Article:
The initial batch of reagents arrived – I was quick to don my lab coat and get mixing :-)
But first a little about the chemistry of the whole process…
Referring to a paper by Joseph Muskin, Matthew Ragusa and Thomas Gelsthorpe, titled “Three-Dimensional Printing Using a Photoinitiated Polymer” they outline a similar reaction very well and also demonstrate a rudimentary projector printing technique. So a directed thanks to them.
The composition of my solution contains:
- Poly (Ethylene Glycol-400) Diacrylate
- Phenylbis (2,4,6 Trimethylbenzoyl) Phosphine Oxide
- Bromothymol Blue Dye
UV light incident upon the photo-initiator (Phenylbis (2,4,6 Trimethylbenzoyl) Phosphine Oxide) is absorbed and free radical species are generated.
The generated species then react with the Diacrylate monomer to initiate polymerisation.
The selected dye was “Bromothymol Blue” chosen for two reasons:
- Acceptable level of light absorbance circa 405nm.
- The colour of Bromothymol Blue dye solutions are highly pH dependant, giving some degree of colour control of the produced parts. In acidic solutions, the dye is bright yellow; neutral solutions (pH 7) the dye is green, and in bases is a deep blue.
The polymer solution is mildly acidic, giving a nice yellow colour to parts. Therefore an aim will be to investigate the necessary amounts of a base (such as NaOH) required to be added to the polymer solution to generate these three different possible colours for part production. It is straightforward to calculate the required amount of a base to be added, however I will revisit this at a later date as it is not a primary goal.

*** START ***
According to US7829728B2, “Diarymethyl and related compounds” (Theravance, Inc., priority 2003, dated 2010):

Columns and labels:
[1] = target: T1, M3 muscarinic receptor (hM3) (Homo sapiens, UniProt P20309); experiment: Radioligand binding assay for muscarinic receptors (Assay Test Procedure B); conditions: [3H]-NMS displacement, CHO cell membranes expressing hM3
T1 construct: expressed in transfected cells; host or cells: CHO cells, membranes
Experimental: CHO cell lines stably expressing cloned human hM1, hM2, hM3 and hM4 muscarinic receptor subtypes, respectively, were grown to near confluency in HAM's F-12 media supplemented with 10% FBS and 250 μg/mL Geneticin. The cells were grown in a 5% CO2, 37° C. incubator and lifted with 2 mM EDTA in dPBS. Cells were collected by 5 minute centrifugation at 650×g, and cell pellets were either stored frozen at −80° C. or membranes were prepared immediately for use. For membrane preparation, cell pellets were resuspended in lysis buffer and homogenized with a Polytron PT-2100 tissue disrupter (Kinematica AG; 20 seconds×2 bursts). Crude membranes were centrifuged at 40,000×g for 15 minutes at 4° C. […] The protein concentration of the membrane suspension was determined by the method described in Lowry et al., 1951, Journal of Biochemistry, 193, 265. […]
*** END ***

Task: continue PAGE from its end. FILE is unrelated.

The initial batch produced will be based upon the Muskin et. al formula of 98ml of monomer with 2g of photo-initator.
The solubility of the photo-initiator in the diacrylate is poor, although 2g does eventually dissolve. If I find myself making batches more frequently, I will invest in a magnetic stirrer to speed up the process!
All forms of the polymer solution are stored in amber glass bottles to prevent ambient UV light spoiling the solution.
Initial tests show the prepared solution works well, and early results are very promising. Processing times appear very fast with the current laser prototype. In the coming weeks this will be quantitatively assessed, and a decision made as to wether or not to proceed with the planned upgraded laser design (which would be approximately double the laser power).
Further work: Experiment with dye concentration effect upon slice thickness achieved under standard conditions; and to investigate slight pH changes for creation of yellow, green and blue useable polymer solutions.